Children and adolescents with atopic dermatitis (AD) who have sleep disturbances, attention deficit hyperactivity disorder (ADHD), asthma, anxiety, or depression may be at a higher risk for headaches, according to study findings published in Pediatric Dermatology.

The study was an analysis of data from the longitudinal birth cohort, The Fragile Families and Child Wellbeing Study. A total of 4898 urban children in the study who were born from 1998 to 2000 were included in the analysis.

In this cohort, investigators performed baseline interviews at birth as well as follow-up interviews with mothers, fathers, and primary caregivers. Interviews were conducted when the child reached the ages of 1, 3, 5, 9, and 15 years. The researchers who analyzed these interview data examined rates and associations between AD and comorbidities with headaches in this pediatric population.


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The 5-year, 9-year, and 15-year prevalence rates for AD were 16.4% (95% CI, 15.1%-17.7%), 17.5% (95% CI, 16.3%-18.7%), and 16.0% (95% CI, 14.8%-17.2%), respectively.  

Multivariable logistic regression models revealed an association between AD and headaches at ages 5 years (adjusted odds ratio [aOR], 2.14; 95% CI, 1.27-3.59; P =.0076), 9 years (aOR, 1.69; 95% CI, 1.27-2.27; P =.0009), and 15 years (aOR, 1.71; 95% CI, 1.37-2.14; P =.0002).

In addition, the presence of AD at 9 years of age was associated with higher odds for headaches at 15 years of age (aOR, 1.36; 95% CI, 1.05-1.76; P =.0270).

Children with AD had higher odds for subsequent headaches at 15 years of age

in children at the 2 study waves (aOR, 1.60; 95% CI, 1.12-2.29) and all 3 study waves (aOR, 1.79; 95% CI, 1.16- 2.75).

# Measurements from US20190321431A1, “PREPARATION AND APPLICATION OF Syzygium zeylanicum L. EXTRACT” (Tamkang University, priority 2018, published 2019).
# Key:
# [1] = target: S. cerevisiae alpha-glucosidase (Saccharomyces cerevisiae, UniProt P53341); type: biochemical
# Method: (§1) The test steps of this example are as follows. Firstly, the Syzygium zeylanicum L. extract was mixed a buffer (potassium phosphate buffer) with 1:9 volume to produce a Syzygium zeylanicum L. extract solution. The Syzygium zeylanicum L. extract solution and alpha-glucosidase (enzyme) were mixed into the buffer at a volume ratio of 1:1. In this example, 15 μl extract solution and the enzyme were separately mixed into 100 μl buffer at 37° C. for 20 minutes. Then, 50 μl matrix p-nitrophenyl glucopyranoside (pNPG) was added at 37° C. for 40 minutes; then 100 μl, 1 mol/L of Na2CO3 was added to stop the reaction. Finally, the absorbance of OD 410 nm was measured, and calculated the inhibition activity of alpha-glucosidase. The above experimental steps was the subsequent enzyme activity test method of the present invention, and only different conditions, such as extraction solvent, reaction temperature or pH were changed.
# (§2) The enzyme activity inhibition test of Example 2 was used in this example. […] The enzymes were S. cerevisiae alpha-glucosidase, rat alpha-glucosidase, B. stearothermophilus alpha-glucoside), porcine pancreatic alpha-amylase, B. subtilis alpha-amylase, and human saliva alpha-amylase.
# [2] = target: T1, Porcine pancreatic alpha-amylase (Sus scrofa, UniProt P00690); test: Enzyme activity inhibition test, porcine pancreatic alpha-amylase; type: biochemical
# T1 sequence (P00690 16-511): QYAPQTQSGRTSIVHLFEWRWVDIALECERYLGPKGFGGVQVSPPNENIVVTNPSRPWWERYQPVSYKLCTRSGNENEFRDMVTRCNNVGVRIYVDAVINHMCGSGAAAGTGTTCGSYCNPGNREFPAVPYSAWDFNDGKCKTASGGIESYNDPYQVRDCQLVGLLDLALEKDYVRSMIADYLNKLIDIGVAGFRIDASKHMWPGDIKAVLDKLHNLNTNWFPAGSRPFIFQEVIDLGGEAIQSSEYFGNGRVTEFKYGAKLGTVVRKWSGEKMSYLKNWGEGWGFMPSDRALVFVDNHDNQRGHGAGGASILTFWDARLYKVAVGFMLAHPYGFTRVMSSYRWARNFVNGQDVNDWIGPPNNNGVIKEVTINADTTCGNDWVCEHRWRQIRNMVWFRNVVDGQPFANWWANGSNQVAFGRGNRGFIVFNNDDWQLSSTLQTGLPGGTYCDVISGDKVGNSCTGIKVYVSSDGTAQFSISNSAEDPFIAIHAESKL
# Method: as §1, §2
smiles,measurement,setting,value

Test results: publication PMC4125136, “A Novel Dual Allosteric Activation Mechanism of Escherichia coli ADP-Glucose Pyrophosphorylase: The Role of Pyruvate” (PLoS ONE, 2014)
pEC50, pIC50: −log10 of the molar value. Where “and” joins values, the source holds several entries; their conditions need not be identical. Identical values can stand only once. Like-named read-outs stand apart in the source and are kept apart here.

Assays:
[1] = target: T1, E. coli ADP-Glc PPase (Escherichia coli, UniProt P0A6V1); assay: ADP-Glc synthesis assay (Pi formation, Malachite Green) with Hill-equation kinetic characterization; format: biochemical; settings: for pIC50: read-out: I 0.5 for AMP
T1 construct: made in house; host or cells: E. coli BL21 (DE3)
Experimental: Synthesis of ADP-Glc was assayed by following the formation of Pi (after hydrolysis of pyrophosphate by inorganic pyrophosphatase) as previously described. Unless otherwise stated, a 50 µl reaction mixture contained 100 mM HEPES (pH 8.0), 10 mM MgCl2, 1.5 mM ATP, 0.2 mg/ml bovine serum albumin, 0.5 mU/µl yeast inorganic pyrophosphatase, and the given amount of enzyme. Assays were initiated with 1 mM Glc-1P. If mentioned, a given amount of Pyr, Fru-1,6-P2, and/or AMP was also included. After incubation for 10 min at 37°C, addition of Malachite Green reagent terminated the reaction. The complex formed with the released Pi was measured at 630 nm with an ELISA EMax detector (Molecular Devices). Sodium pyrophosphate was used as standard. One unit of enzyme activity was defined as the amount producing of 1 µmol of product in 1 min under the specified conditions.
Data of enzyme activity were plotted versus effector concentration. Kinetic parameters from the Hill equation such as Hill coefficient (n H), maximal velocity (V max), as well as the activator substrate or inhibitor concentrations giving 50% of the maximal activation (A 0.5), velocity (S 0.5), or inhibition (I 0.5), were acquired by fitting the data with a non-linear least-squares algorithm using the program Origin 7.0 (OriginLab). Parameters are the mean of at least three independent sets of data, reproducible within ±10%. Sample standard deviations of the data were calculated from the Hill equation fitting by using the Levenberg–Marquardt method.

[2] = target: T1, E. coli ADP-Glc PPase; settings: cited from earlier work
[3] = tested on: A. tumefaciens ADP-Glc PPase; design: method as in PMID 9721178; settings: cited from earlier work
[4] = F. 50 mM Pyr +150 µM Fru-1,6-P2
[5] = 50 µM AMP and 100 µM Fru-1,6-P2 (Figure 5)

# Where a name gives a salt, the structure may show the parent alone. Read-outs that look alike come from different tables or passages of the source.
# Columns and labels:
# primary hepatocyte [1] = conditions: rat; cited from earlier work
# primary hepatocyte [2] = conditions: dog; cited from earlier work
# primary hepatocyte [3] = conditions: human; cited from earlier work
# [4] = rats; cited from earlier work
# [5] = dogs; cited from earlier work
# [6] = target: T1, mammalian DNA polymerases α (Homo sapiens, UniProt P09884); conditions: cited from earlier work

The investigators found significant 2-way interactions in multivariable repeated measures logistic regression models for AD and sleep disturbances (aOR, 4.59; 95% CI, 3.15-6.69; P =.0002), ADHD (aOR, 2.85; 95% CI, 1.87-4.35; P =.0002), asthma (aOR, 2.87; 95% CI, 2.18-3.76; P =.0002), anxiety (aOR, 2.47; 95% CI, 1.76-3.48; P =.0002), and depression (aOR, 2.86; 95% CI, 1.89-4.34; P =.0002). These comorbidities were considered significant predictors of headaches in this population.

A limitation of this study was the reliance on caregiver-reported diagnosis of AD as well as other comorbidities rather than a clinician report.Also, the investigators did not identify the severity or classification of AD or headaches in this study.

The researchers concluded that future studies may be needed to “determine the underlying mechanisms of association” between AD and headaches throughout childhood “and the optimal approaches to prevent and treat headaches in AD.”

Reference

Manjunath J, Silverberg JI. Association between atopic dermatitis and headaches throughout childhood and adolescence-A longitudinal birth cohort study. Published online April 30, 2021. Pediatr Dermatol. doi:10.1111/pde.14607